July 14, 2020 — Alec Titterton, CBM Content Development Manager, European Sales
As Conrad Wolfram writes in his new book, education in computational thinking and quantitative problem solving are largely absent from today’s mathematics curricula. With the current crisis changing education practice in many ways, what better time to try out a sample of our new curriculum? It’s a curriculum fit for learners who want to be better prepared for an AI age where computers can be used to their full potential.
It’s a beta release, a first sample manifestation of what can be deployed in a self-study mode to implement The Math(s) Fix. We’re stretching what can be done in a browser to the limit, so please be patient with refresh times. The content and intended learning outcomes are the key points to look out for; you can see how we’ve merged the learning of general “thinking” outcomes and computation outcomes with real contexts in accessible problems.
July 2, 2020 — Amy Simpson, Blog and Information Systems Coordinator, Document and Media Systems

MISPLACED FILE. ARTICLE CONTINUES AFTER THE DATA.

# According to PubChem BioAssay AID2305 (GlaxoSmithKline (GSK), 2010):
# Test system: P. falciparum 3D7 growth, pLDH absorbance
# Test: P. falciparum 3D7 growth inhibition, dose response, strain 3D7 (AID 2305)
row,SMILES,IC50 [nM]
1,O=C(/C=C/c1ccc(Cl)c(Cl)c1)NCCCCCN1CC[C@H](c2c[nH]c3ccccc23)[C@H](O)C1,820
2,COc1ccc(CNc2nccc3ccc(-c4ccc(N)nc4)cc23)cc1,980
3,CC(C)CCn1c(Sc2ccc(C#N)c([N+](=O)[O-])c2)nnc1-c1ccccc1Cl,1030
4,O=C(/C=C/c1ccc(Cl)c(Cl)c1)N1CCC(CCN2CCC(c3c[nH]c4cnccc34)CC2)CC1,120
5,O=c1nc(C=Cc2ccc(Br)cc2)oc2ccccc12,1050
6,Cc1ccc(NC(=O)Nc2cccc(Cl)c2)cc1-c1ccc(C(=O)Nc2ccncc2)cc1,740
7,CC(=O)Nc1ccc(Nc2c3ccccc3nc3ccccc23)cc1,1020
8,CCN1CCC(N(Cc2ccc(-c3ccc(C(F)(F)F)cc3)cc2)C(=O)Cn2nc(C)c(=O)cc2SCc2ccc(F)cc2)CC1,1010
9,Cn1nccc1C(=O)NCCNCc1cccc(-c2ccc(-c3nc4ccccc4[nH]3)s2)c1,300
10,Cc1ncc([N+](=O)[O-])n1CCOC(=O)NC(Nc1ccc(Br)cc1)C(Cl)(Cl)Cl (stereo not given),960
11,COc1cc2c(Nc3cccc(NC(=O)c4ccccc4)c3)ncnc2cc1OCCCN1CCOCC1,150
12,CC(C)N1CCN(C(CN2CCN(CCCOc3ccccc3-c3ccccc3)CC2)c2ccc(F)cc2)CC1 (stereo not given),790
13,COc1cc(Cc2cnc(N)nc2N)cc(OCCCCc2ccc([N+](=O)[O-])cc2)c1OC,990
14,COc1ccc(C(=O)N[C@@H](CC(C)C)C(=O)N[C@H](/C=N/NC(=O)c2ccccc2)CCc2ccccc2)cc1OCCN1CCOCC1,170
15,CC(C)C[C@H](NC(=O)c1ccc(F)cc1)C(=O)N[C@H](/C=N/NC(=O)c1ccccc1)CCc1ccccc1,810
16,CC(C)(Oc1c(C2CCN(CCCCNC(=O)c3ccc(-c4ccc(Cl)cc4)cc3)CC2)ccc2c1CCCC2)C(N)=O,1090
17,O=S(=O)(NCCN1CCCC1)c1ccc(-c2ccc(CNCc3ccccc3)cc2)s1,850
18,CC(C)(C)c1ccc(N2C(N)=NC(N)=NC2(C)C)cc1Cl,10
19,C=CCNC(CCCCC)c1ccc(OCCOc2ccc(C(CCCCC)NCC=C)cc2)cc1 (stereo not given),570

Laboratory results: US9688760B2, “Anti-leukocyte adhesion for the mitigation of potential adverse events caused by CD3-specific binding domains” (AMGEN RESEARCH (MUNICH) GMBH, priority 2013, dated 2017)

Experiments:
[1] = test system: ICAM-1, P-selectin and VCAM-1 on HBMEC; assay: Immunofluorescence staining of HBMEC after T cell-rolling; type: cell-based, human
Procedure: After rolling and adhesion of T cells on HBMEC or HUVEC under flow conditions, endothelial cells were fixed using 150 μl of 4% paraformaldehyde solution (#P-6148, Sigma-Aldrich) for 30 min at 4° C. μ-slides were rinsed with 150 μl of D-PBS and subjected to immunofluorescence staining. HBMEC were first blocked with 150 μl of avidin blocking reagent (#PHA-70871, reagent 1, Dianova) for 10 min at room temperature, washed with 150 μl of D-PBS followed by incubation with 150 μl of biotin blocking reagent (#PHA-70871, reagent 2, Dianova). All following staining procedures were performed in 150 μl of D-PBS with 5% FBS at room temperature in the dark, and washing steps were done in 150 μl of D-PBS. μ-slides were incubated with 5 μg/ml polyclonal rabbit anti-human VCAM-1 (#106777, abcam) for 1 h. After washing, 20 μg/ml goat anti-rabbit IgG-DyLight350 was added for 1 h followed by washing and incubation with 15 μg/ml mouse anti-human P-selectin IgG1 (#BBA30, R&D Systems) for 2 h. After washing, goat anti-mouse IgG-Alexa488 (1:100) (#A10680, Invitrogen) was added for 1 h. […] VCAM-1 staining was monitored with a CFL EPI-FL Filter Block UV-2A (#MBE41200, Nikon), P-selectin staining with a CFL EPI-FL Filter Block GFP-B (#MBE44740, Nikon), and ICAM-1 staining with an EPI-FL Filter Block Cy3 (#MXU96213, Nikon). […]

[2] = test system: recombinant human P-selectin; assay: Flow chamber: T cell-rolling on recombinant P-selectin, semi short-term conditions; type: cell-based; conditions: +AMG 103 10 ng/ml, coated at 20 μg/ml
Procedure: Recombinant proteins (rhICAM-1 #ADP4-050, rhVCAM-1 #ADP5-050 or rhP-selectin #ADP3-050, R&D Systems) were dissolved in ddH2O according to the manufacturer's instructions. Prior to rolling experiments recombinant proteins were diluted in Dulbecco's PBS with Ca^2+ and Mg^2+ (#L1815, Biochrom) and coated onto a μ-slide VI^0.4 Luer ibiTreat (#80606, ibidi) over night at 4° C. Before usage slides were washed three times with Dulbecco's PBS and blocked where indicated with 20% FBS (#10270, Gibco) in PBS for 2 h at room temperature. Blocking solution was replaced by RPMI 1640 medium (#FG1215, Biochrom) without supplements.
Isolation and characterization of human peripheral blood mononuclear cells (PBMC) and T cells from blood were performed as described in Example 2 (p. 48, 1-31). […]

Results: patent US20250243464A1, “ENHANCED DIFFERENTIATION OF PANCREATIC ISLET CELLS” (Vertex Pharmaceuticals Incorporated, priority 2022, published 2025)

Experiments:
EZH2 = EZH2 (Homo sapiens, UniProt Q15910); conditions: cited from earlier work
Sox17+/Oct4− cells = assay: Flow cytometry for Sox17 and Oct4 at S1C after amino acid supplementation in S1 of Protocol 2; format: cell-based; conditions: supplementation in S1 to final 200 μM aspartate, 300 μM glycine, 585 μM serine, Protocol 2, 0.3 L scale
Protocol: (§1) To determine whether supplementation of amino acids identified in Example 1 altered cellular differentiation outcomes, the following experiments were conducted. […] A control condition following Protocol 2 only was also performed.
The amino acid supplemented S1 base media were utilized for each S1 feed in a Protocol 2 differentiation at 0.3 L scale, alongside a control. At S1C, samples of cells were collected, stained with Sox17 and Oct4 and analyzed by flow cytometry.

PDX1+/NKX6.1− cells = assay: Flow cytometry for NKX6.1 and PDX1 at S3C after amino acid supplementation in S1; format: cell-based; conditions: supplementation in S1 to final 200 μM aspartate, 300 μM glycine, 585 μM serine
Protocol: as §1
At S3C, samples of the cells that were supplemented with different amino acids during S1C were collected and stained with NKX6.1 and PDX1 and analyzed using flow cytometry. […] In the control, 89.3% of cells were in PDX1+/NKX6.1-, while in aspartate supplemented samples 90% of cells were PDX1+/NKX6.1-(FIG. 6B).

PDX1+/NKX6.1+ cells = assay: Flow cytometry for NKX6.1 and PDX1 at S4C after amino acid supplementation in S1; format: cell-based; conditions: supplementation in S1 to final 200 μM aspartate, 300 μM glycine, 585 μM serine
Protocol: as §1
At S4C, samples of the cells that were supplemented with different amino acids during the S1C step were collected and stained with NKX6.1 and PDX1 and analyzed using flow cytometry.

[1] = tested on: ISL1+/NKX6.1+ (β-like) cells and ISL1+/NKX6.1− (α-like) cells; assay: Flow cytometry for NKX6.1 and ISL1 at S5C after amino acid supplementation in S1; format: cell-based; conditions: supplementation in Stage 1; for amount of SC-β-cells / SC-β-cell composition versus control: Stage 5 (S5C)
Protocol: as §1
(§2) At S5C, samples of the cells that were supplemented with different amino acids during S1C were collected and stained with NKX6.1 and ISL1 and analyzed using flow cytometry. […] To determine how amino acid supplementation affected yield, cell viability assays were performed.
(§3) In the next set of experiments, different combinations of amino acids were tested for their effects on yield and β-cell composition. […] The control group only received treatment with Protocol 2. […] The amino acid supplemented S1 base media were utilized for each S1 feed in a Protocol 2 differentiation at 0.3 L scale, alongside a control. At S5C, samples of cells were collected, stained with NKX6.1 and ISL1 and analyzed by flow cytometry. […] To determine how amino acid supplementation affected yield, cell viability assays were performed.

The first half of 2020 has brought with it another exciting batch of publications. Wolfram Media has released Conrad Wolfram’s The Math(s) Fix. Keep an eye out for the upcoming third edition of Hands-on Start to Wolfram Mathematica later in 2020.
June 10, 2020 — Conrad Wolfram, Strategic Director, European CEO/Cofounder, Wolfram Research
Wolfram Research has always believed in the power of computation to deliver better decisions. But there are two sides to achieving this: not only the best computational technology but also the best education for computational thinking.
After more than 15 years of conceptualising the idea, 10 years of build-out and 2 years of writing and editing, I have assembled The Math(s) Fix: An Education Blueprint for the AI Age (or TMF for short) and thrown it out to the world today in ink and e-ink.
November 26, 2019 — Jessica Wong, Editorial Content Manager, Document and Media Systems